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Derek Wyatt: To ask the Secretary of State for Foreign and Commonwealth Affairs what representations he has made to the Israeli Ambassador on the use of white phosphorus shells in Gaza since 27 December 2008. 
Bill Rammell: We are very concerned about reports of white phosphorus ammunition being used by the Israeli Defence Forces in Gaza. We have made this clear directly to both the Foreign Ministry and Defence Ministry in Tel Aviv.
Harry Cohen: To ask the Secretary of State for Foreign and Commonwealth Affairs with reference to the answer to the hon. Member for Sittingbourne and Sheppey of 13 January 2009, Official Report, column 116, on Palestine, what steps he has taken to ensure that allegations that the Israeli defence force used (a) white phosphorus and (b) dense inert metal explosive bombs during its recent actions in Gaza are investigated by international agencies. 
Bill Rammell: We are gravely concerned at widespread allegations that Israel and Hamas have violated international humanitarian law. These allegations have been made publicly by credible organisations such as the United Nations and International Committee of the Red Cross. During his 19 January 2009 statement, Official Report, column 501, my right hon. Friend the Foreign Secretary called for them to be closely and speedily investigated.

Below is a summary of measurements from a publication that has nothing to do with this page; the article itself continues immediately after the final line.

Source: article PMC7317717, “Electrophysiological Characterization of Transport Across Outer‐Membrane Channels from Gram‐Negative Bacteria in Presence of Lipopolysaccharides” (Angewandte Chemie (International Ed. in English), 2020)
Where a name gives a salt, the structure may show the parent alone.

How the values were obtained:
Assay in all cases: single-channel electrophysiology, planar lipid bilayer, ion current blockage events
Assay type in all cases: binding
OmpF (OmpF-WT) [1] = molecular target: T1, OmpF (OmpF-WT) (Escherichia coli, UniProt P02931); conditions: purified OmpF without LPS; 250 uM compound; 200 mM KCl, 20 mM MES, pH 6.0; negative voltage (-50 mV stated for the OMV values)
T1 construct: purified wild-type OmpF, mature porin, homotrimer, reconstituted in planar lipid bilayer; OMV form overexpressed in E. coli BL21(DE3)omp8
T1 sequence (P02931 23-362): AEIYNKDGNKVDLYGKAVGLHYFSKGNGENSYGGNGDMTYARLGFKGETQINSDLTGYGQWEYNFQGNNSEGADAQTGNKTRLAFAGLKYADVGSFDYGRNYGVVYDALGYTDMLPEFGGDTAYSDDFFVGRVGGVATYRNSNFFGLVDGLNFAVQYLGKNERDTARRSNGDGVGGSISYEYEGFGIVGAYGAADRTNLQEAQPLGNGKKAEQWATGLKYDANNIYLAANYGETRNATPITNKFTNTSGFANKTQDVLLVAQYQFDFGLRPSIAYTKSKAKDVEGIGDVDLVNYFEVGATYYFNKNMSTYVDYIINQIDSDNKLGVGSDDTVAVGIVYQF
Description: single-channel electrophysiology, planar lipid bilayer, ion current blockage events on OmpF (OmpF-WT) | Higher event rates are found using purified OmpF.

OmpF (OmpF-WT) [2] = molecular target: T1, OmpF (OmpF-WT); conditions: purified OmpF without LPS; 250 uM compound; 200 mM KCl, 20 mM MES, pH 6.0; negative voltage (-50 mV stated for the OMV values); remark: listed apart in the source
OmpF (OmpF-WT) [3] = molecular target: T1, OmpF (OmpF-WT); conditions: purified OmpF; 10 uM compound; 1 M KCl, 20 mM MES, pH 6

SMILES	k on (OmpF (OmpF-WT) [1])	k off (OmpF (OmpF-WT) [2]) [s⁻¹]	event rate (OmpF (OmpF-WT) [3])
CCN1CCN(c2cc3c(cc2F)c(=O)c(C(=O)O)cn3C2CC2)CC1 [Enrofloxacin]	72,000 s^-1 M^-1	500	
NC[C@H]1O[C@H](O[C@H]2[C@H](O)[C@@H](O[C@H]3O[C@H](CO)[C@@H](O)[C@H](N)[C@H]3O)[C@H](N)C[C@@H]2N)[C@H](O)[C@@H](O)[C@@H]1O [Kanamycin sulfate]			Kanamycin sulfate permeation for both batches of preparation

Mr. Winnick: To ask the Secretary of State for Foreign and Commonwealth Affairs whether the Government is involved in an international investigation on whether war crimes were committed by Israel in Gaza; and if he will make a statement. 
Bill Rammell [holding answer 3 February 2009]: We are gravely concerned at widespread allegations that Israel and Hamas have violated international humanitarian law. During his statement to Parliament of 19 January 2009, Official Report, column 501, my right hon. Friend the Foreign Secretary called for them to be closely and speedily investigated.
Mr. Amess: To ask the Secretary of State for Foreign and Commonwealth Affairs pursuant to the Answer of 28 January 2009, Official Report, column 604W, on the Middle East: armed conflict, what the reasons are for the Governments policy on this matter; and if he will make a statement.